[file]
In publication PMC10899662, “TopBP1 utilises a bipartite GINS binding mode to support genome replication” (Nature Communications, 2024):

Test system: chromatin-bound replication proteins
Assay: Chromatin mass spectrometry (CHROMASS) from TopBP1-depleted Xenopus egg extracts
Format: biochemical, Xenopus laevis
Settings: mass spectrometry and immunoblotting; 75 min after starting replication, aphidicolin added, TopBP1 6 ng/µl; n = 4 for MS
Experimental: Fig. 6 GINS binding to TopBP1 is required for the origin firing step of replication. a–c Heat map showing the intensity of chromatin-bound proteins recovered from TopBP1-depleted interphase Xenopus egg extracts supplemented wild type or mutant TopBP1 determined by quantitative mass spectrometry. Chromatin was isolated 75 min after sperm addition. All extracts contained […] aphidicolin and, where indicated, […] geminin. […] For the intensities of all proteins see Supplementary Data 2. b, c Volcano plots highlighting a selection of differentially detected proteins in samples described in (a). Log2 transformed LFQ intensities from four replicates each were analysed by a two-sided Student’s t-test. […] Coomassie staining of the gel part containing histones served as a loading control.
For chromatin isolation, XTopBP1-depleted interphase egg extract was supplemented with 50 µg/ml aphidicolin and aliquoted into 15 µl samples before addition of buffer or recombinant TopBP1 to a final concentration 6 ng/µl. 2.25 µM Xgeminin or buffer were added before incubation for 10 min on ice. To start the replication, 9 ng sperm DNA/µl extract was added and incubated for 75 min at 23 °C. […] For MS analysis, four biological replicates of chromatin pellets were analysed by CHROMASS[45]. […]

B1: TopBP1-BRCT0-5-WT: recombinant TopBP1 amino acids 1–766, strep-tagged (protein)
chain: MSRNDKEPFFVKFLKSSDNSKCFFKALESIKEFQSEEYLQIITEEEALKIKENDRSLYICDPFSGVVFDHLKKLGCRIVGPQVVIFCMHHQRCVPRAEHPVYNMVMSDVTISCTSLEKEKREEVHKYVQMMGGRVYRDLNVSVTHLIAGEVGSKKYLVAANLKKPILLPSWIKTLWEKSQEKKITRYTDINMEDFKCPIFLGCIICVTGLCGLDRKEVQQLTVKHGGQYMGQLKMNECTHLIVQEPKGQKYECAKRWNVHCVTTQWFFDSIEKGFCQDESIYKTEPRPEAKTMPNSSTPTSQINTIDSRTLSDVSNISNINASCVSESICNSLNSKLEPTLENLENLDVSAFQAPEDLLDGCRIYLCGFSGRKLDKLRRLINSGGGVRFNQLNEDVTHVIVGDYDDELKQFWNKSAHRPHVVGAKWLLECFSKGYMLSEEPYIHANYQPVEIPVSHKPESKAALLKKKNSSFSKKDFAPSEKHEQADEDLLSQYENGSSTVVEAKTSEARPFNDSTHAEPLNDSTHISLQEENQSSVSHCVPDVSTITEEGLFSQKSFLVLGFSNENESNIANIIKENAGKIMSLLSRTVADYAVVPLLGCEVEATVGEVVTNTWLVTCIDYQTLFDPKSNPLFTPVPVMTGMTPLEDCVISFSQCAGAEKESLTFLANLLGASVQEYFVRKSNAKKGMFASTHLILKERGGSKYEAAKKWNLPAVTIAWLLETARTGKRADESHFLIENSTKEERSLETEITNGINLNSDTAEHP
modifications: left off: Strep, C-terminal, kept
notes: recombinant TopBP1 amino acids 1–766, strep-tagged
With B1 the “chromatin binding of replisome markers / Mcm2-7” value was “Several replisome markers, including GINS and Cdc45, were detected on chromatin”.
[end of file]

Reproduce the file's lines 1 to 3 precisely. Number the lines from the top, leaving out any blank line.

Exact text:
In publication PMC10899662, “TopBP1 utilises a bipartite GINS binding mode to support genome replication” (Nature Communications, 2024):

Test system: chromatin-bound replication proteins
Assay: Chromatin mass spectrometry (CHROMASS) from TopBP1-depleted Xenopus egg extracts